Getting your daily dose of healthy fruits and veggies from your own backyard may seem a little daunting at first, but consider the potential benefits of organic gardening:
- Nutrient Value – Commercially grown vegetables can lose some nutrients in transport and storage. Also, research suggests commercial farming practices have depleted the soil to the extent that fruits and vegetables don’t contain the level of nutrients they once did. Growing and eating your own freshly picked produce can maximize nutrient content.
- Flavor – Many commercially grown fruits and vegetables are picked before they are ripe to extend shelf life. When you eat your first home-grown tomato, you’ll taste the difference that comes from harvesting and eating produce at the peak of ripeness.
- Chemical Free - No pesticides or other harmful chemicals.
- Exercise – depending on the size of your garden and choice of tools (human vs. gas or electric powered) you can burn as many as 200-300 calories an hour gardening.
- Cost Savings – One tomato plant purchased for a couple of dollars can yield over 10 to 15 pounds per year. You can extend the harvest by canning or using a dehydrator to make nutritious dried fruit or veggie snacks.
- Science lesson – Your children can learn about horticulture and important life skills such as responsibility. Taking care of a plant is a good precursor to owning a pet.
[more] Here are some tips to get started:
- Location – An ideal location should provide: at least six to eight hours of full sun, protection from the wind provided by structures such as a building or fence, and access to water.
- Size -- If you are new to gardening, you might want to start small with a few plants in small beds or containers. If you want to dive-in, a general rule of thumb is to allow for an 8 x 10 foot plot per person. For example, a good size garden to feed a family of four would be 16 x 20.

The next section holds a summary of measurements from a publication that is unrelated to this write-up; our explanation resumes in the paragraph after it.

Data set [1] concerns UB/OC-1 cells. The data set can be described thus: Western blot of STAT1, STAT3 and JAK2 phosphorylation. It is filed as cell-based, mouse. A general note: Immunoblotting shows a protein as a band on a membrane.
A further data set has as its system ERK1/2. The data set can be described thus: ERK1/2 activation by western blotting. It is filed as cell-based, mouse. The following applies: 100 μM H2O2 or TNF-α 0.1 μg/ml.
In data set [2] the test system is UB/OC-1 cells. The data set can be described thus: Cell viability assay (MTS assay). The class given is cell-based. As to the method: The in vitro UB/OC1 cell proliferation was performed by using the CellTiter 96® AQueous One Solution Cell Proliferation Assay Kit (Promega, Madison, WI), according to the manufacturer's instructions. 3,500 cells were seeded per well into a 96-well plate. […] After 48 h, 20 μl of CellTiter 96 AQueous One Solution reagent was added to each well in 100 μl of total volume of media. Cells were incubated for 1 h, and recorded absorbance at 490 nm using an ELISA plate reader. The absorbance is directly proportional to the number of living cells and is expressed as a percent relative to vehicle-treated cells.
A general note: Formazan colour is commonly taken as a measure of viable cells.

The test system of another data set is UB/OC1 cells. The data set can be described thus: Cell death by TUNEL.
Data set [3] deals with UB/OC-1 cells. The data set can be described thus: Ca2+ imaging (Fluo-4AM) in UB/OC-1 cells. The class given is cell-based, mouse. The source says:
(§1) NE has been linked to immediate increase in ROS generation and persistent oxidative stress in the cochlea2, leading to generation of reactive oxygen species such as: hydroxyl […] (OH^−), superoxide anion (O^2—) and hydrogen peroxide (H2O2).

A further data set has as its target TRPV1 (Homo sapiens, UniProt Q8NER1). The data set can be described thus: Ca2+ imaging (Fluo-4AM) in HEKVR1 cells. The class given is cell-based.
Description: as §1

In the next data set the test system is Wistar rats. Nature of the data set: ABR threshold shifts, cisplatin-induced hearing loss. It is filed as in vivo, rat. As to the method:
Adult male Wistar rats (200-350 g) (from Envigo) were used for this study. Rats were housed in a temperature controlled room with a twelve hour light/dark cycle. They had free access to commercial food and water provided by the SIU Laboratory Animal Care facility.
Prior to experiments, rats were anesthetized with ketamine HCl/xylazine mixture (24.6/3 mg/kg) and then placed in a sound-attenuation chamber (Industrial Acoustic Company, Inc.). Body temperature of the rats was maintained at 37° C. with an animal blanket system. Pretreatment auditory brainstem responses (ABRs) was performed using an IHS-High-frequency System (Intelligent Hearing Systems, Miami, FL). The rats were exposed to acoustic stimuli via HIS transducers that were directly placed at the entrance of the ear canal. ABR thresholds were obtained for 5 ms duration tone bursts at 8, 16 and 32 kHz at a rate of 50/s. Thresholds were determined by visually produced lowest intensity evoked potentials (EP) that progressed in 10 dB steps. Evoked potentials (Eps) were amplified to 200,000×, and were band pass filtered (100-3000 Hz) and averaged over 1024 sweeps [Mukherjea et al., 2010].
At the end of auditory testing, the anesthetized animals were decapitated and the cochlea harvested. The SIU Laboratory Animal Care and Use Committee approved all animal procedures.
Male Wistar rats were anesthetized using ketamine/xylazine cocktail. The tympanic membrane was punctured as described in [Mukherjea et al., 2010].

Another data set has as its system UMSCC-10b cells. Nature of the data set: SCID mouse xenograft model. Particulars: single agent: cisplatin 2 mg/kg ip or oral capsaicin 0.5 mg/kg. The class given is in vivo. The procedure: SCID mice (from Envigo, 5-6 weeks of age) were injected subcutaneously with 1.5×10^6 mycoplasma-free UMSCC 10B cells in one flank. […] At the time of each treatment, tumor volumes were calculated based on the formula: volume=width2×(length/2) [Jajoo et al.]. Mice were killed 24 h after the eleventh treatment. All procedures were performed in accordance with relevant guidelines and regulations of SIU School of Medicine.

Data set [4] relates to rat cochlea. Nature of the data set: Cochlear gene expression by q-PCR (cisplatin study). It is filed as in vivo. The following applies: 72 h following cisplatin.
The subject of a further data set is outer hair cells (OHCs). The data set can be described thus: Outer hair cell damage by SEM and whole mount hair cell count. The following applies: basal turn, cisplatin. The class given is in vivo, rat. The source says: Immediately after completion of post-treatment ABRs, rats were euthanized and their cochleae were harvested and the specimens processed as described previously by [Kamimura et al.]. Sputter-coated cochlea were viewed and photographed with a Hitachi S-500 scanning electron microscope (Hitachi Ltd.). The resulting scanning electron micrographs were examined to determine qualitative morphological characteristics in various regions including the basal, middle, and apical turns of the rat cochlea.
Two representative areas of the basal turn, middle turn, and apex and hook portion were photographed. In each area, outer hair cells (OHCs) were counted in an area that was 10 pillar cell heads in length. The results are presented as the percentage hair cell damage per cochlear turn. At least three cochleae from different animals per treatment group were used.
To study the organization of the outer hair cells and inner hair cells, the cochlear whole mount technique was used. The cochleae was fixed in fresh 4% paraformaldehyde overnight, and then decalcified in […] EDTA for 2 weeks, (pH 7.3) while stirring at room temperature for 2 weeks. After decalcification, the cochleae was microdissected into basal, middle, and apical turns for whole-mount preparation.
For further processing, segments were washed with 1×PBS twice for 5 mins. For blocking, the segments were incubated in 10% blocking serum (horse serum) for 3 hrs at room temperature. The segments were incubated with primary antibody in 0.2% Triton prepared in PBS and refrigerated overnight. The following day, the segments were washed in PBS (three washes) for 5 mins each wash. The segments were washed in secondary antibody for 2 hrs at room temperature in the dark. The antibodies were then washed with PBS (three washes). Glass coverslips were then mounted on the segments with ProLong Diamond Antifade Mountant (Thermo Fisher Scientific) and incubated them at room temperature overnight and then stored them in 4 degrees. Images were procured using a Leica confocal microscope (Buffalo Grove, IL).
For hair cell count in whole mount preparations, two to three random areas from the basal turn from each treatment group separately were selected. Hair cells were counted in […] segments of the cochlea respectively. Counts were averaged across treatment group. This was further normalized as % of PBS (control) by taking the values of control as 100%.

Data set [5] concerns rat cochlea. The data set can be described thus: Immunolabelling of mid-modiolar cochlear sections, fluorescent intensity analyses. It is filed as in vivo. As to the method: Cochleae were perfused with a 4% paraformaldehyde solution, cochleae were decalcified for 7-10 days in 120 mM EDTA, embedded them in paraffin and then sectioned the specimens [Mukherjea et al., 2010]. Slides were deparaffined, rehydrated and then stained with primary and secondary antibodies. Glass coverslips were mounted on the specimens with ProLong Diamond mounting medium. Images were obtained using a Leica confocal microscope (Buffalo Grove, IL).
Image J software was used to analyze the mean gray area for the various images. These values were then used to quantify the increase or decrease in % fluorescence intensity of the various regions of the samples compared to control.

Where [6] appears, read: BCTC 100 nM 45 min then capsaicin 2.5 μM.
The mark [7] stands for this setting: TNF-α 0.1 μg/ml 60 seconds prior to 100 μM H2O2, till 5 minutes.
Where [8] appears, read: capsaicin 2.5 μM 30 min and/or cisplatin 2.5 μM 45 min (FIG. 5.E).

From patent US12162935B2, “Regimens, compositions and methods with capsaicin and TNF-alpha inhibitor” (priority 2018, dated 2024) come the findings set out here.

- Crop choice – while you will want to choose fruits and vegetables you actually like to eat, you might also want to consider those that are easy to grow if you are new to gardening. Tomatoes, cucumbers, beans, lettuce, radishes, squash and carrots are good choices for beginners. Or consult your local garden center or agriculture extension service for a list of fruits and vegetables that do well in your region.
- Soil preparation – If you are putting in a bed, clear the area of rocks, twigs, and weeds and then turn over the soil at least 4-6 inches deep with a tiller or shovel.
- Soil composition -- While there is some variation in what each type of plant prefers, in general good garden soil contains a balance of about 40% sand, 40% silt and 20% clay. You can make adjustments for specific plants from this baseline. To check your soil composition, take a fist full of soil and squeeze it in a ball; if it doesn’t hold its shape and falls apart, there’s too much sand. If the soil will not break apart readily, then there’s too much clay. Soil that is either too sandy or contains too much clay can be improved with organic matter such as compost and/or peat moss. If the soil is very poor and you’re looking for a quick fix, you can remove the poor soil and replace it was commercially bagged “garden soil”. Bagged soil is also great for container plants.
For additional tips and resources, visit: www.organicgardening.com.
Phipps, Nikki. “Vegetable Gardening For Beginners.” Gardening Know How. Web 22 April 2011
Garden Web. “Preparing a New Garden” Web. 22 April 2011
The Universtity of Texas. “Study suggests nutrient decline in garden crops over past 50 years.” 1 Dec. 2004. Web. 22 April 2011